Signature. — Sign your name always in the same way in Cheques and business papers, that it may he recognised, and make it as distinct as possible. Many whose writing is in other respects clear and legible, sign their names in such a manner that it is almost impossible to recognise them.
Address in Letters of Business. — It is always usual to write at the bottom or top of the letter the name of the person to whom it is addressed, as, since envelopes have been used, it is seldom mentioned otherwise in the letter.
[-26-] Keep copies of all letters you
write on business matters it is often necessary to refer to them.
In writing letters of business, they should be short, clear, and to the point. No superfluous words — no repetition. Each subject should be in a separate paragraph, and written on the full size sheet of note-paper. It is a great mistake to suppose that a long letter gets more attention it is quite the contrary.
RESIDENCE AND ADDRESS.
When you place any money in an investment, be particular to send your full address, legibly written, to the Secretary of the Company, and inform him to what Banker he is to pay your Dividends. If you change your residence, immediately write to inform him of the fact. It is best to do this a little time before the money is [-27-] due. Some people make their address still clearer by putting a line round it, thus-
St. Mary's Cray,
To the Secretary of — Company.
Sir,- I request you to take notice that my address in future will he A. B. at — P/ace, — (Town), and to enter it accordingly in your books. I beg you will acknowledge receipt of this letter.
(Here add your signature, address and date.)
BUSINESS TRANSACTIONS WITH FRIENDS.
In transacting business, such as buying or selling Stocks, Railway Shares, and especially Land, [-28-] or in any money affairs, even with the nearest relation, make it a rule that everything be transacted in the same formal business-like manner that would be adopted if he were a stranger. Were this rule attended to, frequent annoyances, much expense, and many family quarrels would be avoided. In disputed cases, resulting from the absence of a business-like understanding, friends and relations may become satisfied by mutual concessions and confidence in one another's integrity; but when they die, their Executors are bound to act by the strict judgment of the law.
Saleable Title. — W hen Shares or Land are given or sold to you by a relation or others, ask your legal adviser to see that all necessary steps are taken for making your Title a saleable one, so that you can sell the property whenever you may desire to do so, without trouble or extra expense.
Security. — If you lend money as an investment, always take every precaution to obtain a safe security for it from the Borrower — viz, a Mortgage of Land or other property, worth at least, in the case of Land, one- third more, and in most other cases, half as much again as the sum you lend. Your own legal adviser ought always to prepare your Security. His costs are usually paid by the Borrower.
Receipts from Friends. — Always take a
Receipt or Acknowledgment from a relation, as from a stranger, for borrowed
money. Should your relation die, his Executors would not be legally justified in
paying you unless you had a Receipt or some other proof of debt to show, or he
had named it in his Will. Executors must act only on legal evidence or pursuant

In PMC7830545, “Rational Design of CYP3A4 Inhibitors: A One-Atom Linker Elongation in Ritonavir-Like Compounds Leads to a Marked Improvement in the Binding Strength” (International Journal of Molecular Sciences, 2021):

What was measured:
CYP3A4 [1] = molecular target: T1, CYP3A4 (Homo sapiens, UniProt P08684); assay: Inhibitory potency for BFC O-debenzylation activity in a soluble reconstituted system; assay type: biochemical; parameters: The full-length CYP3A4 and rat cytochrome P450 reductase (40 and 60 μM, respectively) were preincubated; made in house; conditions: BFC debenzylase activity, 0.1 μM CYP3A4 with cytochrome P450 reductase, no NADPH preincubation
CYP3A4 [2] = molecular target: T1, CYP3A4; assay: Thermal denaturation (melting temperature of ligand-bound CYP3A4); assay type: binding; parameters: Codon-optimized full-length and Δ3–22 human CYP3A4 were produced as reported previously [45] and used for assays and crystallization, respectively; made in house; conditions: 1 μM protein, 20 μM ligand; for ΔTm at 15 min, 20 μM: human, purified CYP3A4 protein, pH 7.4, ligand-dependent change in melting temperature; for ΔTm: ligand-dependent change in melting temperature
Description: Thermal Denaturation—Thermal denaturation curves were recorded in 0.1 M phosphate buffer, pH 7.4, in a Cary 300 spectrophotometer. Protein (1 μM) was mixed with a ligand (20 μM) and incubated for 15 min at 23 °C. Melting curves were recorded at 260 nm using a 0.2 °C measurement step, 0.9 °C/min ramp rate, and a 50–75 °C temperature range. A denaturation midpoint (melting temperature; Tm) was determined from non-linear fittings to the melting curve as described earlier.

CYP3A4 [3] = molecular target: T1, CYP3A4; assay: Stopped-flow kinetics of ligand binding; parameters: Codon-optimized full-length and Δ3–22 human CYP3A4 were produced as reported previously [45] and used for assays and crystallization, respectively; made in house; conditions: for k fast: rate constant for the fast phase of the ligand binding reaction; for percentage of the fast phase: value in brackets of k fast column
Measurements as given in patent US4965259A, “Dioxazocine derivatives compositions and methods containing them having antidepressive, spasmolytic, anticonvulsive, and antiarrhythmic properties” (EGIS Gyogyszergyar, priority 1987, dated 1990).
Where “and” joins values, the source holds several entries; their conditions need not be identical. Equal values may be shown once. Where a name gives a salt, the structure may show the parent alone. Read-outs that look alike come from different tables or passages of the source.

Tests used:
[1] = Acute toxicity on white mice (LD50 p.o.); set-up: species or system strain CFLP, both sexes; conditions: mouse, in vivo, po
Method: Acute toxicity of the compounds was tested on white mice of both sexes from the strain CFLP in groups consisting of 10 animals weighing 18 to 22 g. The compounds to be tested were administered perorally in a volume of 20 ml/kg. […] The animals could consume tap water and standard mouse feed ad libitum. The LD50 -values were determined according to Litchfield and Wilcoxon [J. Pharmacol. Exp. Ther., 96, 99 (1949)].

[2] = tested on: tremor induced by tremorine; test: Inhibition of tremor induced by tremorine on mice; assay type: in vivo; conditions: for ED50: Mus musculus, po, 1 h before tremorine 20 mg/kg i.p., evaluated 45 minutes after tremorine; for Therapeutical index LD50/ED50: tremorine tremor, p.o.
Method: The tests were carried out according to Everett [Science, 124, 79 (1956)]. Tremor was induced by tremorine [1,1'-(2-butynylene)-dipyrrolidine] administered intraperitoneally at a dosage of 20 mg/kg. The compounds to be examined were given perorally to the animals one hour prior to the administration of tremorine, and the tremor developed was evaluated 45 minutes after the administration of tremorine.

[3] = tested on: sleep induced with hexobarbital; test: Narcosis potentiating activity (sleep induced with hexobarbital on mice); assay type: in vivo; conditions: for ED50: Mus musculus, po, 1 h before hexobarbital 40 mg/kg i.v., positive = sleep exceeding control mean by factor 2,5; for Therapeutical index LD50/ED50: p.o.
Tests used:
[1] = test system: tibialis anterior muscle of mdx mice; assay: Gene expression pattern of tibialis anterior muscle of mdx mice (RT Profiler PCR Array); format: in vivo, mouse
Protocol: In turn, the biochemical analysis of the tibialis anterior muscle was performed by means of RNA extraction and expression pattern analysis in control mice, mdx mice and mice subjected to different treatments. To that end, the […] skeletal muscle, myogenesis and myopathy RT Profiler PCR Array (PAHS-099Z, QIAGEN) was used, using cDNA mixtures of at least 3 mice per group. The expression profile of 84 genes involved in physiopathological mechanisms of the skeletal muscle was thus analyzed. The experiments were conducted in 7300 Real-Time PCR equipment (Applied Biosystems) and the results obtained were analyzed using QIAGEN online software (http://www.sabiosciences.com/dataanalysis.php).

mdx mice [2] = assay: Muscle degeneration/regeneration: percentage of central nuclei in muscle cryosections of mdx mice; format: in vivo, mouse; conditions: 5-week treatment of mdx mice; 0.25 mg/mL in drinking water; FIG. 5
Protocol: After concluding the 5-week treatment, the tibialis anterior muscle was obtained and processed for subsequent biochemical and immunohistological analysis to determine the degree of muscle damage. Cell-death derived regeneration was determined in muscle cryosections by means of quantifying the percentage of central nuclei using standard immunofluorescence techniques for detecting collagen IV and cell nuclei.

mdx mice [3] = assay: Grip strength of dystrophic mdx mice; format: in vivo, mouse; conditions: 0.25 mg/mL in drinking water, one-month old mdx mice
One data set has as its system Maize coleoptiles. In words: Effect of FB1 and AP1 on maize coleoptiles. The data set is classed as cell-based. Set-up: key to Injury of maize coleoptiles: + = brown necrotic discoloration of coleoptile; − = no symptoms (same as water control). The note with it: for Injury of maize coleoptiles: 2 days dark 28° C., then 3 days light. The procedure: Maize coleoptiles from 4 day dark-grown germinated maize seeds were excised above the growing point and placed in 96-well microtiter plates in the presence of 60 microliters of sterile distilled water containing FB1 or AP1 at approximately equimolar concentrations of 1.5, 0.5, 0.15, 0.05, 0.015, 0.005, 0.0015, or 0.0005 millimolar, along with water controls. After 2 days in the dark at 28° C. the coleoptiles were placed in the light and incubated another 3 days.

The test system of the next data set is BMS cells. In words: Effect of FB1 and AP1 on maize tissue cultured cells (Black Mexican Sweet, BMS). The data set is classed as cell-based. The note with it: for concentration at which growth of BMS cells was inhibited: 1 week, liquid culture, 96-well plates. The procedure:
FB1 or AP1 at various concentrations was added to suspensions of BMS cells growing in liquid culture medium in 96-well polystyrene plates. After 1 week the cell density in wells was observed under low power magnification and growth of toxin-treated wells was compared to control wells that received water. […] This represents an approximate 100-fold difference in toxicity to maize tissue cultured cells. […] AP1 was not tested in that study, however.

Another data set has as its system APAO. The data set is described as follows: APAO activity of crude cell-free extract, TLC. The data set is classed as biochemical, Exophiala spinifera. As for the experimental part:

to (i.e. in accordance with) the directions of the Will: they cannot use
their own discretion.
If you have lent a person money, when he [-30-] pays it back you will have to return the Receipt or Security he gave you.
Do not lend or show a Deed or Map of your property to any person, without the advice of your Attorney, and in any event desire the person who borrows it to give you a Receipt for it. An old Map of Land is often a most important document to determine boundaries.
BROKERS AND BANKERS.
When you want to buy or sell Government Stocks, or
Shares or Stock in any Railway, Canal, Gas, Water Works, or other Company, it is
necessary to employ a Broker, who charges a per-centage — or, in other words,
a Brokerage or Commission — upon the amount of the Sale or Purchase. It is of
course important that the Broker so employed should be of high standing and respectability.
Bankers also undertake to transact all business of this description, [-31-]
and they hold themselves responsible for the proper completion of the Sale or
Purchase, and, generally speaking, no extra expense is incurred by the buyer or
seller; an understanding or arrangement subsisting between the Banker and Broker
as to a division of the Commission.
The Broker's charge rarely, if ever, exceeds 1/8 per cent., or 2s. 6d. for every £100 of Government Stocks. It varies considerably in Railway and other Shares, but is always in accordance with the regulations of the Stock Exchange.
Always give your instructions in writing; it prevents many opportunities of mistake.
Money on Deposit — When you sell any Shares, &c., place the money in a Bank till you have found a new investment. If it is to lie in the Bank for any length of time (two or three months, or longer), it is better to lodge it on a Deposit Account, as the Banker will generally pay interest at a rate agreed upon, at the time of making the deposit. If it is a very large amount, you [-32-] can put it into the Funds or buy Exchequer Bills.
The Individuals for whose guidance this book is written, ought not, under any circumstances to be Directors. At all events never consent to be a Director of a concern, unless you are prepared to attend personally to it. You may not only be liable, by the acts of others, to lose the whole of your property but you are misleading, by making the public fancy you attend to the concern.